What is quantitative easing?

Quantitative easing refers to the actions by Central Banks that create liquidity in the economy by printing money. This is usually used by central banks after they fail to inject liquidity in the economy by lowering interest rates. Bank of Japan used this quite a bit to fight deflation and now the Fed seems to be using it too.

The bad effects of deflation make every central bank avoid it. Creating money supply in the economy is the way to create inflation, which, in turn fights deflation. Usually the Fed lowers interest rates to create inflation by boosting borrowing, but after lowering interest rates to 1% or lower, there are not many options left, but print money.

I don’t want money, even at 0%!

The big question is that why wouldn’t banks borrow from the Fed at 0%? At that rate money seems virtually free and why wouldn’t  anyone want free money?

The answer is deflation.

During deflationary times the price of all goods and services go down. That means you can buy more with a buck tomorrow, than you can buy today. Since the price of things that money can buy goes down, the value of money itself goes up.

Think of gas prices. If gas was $4 at the pump three months ago and it is $1.50 now, your $1.50 today is equal to $4 of three months back.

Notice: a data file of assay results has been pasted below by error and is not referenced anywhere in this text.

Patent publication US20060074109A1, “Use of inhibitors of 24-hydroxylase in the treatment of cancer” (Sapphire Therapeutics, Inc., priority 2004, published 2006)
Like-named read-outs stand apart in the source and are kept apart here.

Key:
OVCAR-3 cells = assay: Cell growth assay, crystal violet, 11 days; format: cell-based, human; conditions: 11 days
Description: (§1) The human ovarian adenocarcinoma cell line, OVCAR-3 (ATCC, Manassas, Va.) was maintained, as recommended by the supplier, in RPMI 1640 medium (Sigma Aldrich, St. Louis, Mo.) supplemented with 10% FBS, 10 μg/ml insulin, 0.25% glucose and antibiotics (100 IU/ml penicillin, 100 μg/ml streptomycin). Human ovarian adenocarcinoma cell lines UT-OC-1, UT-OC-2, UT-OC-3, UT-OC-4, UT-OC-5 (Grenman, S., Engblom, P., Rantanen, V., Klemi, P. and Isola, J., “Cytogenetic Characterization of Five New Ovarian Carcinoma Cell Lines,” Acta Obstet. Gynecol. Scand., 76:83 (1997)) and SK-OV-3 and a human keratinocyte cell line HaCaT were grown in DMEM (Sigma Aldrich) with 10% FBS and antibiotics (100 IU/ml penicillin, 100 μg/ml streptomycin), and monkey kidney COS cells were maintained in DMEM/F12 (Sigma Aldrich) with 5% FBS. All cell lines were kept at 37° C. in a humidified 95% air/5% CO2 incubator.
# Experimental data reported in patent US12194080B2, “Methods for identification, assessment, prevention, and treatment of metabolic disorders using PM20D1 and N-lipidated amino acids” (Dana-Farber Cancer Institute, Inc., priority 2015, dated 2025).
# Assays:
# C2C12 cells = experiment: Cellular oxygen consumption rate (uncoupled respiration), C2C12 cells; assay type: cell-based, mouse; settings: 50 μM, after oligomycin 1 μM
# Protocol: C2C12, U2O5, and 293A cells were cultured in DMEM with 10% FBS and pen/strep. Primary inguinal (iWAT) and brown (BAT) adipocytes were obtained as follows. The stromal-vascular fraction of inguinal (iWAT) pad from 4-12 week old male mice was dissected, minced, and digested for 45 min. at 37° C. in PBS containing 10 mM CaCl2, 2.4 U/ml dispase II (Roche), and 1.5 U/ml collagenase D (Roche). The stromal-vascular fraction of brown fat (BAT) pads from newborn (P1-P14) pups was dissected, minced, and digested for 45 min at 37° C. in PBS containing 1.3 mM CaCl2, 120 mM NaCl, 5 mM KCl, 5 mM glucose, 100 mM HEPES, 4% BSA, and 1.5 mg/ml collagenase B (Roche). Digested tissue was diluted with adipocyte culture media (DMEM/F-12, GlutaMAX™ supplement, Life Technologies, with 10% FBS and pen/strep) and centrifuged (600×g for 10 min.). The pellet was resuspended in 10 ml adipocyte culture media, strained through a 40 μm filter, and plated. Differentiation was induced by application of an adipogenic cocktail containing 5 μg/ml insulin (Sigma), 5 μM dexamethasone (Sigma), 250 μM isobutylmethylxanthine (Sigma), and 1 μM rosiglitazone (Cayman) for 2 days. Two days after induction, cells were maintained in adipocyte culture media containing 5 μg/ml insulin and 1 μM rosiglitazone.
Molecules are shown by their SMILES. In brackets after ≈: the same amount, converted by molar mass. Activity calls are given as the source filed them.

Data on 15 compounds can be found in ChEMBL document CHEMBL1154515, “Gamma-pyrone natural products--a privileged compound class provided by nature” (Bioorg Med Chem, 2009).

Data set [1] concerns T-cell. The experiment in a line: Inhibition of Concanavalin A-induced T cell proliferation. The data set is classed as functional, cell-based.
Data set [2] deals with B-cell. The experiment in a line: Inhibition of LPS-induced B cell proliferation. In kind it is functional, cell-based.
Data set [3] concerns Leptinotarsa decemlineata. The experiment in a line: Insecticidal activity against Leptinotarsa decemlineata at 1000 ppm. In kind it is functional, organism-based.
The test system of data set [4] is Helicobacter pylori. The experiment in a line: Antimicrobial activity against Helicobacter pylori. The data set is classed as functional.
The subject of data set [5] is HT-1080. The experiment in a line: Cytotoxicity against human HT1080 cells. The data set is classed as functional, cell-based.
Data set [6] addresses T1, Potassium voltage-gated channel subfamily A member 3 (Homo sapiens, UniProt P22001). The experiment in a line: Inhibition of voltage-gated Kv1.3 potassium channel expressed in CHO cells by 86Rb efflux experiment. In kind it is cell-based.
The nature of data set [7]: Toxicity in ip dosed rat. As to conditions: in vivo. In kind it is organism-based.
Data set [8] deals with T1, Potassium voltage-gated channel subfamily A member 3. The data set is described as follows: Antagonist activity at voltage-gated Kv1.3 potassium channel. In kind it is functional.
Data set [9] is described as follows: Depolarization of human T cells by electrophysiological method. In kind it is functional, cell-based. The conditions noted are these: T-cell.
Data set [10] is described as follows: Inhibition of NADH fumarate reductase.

Now, imagine that there is a deflation rate of 10% and you borrow $100 at 0%. You will repay $100 in about an year, but you really lose 10%. Since, you could buy much more in one year from now, than today, even borrowing at 0% means that you are losing money.

Quantitative Easing

When banks are not willing to take money at even 0% and credit markets have frozen, the central banks don’t have any other option but print currency.

This is pretty much what the Fed has done with its bailouts. The latest one with the Fed promising to inject $800 billion more to boost credit; points in that direction too.


The biggest risk of such a strategy is the chance that it will create uncontrollable inflation. Till date the total value of the US bailouts amount to $7 trillion! That is 70% of the size of the entire economy and when dealing with such huge sums, anything can go wrong.

I have used the term – print currency, very liberally in this article. Central Banks create liquidity with a wide variety of means, which are much more complex than simply printing currency. However, I believe that all these measures lead to the same impact as printing money and hence the liberal use of the term.

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